Netflix and the CW television network renewed their programming agreement, which keeps the Internet video service the exclusive streaming home for such popular shows as “Crazy Ex-Girlfriend,” “Jane the Virgin,” “Flash” and “Arrow.”
Financial terms were not disclosed.
But the multi-year agreement, announced Tuesday, extends a lucrative relationship that began in 2011 when Netflix became a financial lifeline for the small CW broadcast network, which is a joint venture between Warner Bros. and CBS Corp.
Because CW’s shows are geared to young audiences, the Netflix arrangement became a potent tool to introduce the programs to young adults who are less inclined to watch broadcast TV. The Netflix deal also allowed the CW to become profitable after five years of spilling red ink.
The previous four-year arrangement brought more than $1 billion to CW in licensing fees, which allowed the small outlet to expand its budget for programming.
The latest pact includes all current CW series as well as new offerings, including “Supergirl,” which is moving over from CBS.
Netflix subscribers will be able to stream full seasons of the CW shows beginning eight days after the season finale of each program. That roll-out pattern is intended to protect the advertising revenue that the CW collects during program episodes initial runs on broadcast TV.
Fresh episodes will come to Netflix several months sooner than was the case under the previous pact. In the past, a season of episodes would be made available to the streaming service a full year after the season debuted, typically in October.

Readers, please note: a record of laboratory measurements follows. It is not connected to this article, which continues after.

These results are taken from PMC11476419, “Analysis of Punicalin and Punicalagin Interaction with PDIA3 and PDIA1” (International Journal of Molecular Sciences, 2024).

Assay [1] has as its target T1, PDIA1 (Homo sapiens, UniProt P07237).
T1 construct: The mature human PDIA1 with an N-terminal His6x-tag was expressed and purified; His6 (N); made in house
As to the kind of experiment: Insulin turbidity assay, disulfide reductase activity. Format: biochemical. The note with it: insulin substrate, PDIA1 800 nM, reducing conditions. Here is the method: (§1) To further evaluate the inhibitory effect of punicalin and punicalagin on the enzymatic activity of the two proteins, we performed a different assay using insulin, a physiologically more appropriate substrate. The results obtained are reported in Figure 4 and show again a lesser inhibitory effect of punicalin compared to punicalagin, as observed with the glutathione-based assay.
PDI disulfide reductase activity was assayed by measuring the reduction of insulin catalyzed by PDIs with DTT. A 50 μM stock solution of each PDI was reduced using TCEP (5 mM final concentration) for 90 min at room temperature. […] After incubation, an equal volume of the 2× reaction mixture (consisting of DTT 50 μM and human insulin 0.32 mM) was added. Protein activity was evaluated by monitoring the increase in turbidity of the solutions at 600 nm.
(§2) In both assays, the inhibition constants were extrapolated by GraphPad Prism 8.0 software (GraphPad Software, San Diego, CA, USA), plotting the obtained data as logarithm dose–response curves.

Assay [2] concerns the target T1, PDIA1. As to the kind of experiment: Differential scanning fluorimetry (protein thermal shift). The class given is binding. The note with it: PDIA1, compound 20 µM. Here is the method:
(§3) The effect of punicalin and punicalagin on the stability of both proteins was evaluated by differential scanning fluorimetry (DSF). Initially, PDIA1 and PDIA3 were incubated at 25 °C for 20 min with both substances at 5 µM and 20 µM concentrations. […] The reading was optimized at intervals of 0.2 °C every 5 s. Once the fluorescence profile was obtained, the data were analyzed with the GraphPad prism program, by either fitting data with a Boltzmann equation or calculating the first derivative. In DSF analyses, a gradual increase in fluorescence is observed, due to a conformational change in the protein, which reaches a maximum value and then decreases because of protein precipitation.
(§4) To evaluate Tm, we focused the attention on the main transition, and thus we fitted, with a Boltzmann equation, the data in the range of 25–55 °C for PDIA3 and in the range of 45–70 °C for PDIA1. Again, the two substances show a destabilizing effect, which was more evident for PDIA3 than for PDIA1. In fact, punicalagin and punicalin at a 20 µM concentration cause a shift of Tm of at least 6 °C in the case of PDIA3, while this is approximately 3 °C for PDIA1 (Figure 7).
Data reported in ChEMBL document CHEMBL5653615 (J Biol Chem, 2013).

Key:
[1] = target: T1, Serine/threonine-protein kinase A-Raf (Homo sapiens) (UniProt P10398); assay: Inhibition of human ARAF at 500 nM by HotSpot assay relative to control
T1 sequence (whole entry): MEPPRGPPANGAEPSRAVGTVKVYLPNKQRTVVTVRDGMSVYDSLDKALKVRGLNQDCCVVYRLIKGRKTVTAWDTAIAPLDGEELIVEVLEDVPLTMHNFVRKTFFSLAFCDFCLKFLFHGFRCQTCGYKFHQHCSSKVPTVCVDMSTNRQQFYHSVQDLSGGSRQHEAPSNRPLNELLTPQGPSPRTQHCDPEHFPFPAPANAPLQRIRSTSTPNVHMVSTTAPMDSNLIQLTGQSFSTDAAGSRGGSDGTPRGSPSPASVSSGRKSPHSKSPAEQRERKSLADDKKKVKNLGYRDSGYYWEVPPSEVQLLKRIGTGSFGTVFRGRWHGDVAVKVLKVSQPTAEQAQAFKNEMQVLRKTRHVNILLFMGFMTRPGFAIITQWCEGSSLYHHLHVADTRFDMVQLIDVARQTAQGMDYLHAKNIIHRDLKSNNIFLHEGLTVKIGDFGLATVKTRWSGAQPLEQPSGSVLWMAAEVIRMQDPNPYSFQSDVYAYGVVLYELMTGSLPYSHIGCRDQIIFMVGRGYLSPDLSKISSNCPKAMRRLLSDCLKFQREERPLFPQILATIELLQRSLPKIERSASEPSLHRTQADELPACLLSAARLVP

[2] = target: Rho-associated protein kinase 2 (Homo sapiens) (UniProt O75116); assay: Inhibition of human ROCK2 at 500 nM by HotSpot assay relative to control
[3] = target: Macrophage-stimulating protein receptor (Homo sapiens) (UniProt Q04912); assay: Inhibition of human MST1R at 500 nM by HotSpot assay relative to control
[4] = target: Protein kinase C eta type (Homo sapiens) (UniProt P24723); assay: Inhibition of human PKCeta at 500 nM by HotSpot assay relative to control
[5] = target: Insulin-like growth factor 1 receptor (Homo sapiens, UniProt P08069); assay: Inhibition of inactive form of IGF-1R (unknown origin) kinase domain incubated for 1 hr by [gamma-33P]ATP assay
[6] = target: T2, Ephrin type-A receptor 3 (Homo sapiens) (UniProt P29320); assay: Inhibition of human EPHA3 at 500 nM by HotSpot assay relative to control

Now, episodes will be made available on Netflix in late May or June – days after the TV season wraps.
“Netflix members in the U.S. love the great lineup of series from The CW, and we are thrilled to extend the relationship and bring those shows to our members exclusively now, just eight days after their season finales,” Ted Sarandos, chief content officer at Netflix, said in a statement.
CW’s president, Mark Pedowitz, touted the arrangement as another step in the evolution of the scrappy TV network.
“The CW has positioned itself for the future by transforming into a true hybrid network, rooted in broadcast while fully embracing the digital and streaming habits of the viewers,” Pedowitz said.
The CW recently finished its advertising sales for the upcoming TV season, notching double-digit rate increases, according to a person familiar with the matter. Traditional networks are benefiting from strong advertiser demand for TV commercial time.
The CW also recently renewed its long-term TV station distribution agreement with Tribune Media. CW prime-time shows run on KTLA-TV Channel 5 in Los Angeles.
Netflix, based in Los Gatos, also said Tuesday that it had reached an agreement with Philadelphia cable giant Comcast Corp. that will allow Comcast subscribers with the X1 operating system to eventually access Netflix programming, including “Orange is the New Black,” through their set-top TV box.
“Comcast and Netflix have reached an agreement to incorporate Netflix into X1, providing seamless access to the great content offered by both companies,” the two companies said in a brief statement. “We have much work to do before the service will be available to consumers later this year.”
No other details were made available, but the development represents a thaw in the frosty relations between the two companies. Comcast and Netflix have been on opposite sides of several technology policy disputes. Netflix helped thwart Comcast’s efforts to buy Time Warner Cable in 2015.
The news about making Netflix shows available on the X1 platform was first reported by the technology news site Recode.
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1:22 p.m. This article was updated with more details about Netflix’s arrangement with the CW, and information about a Netflix deal with Comcast Corp.
This article was originally published at 10:14 a.m.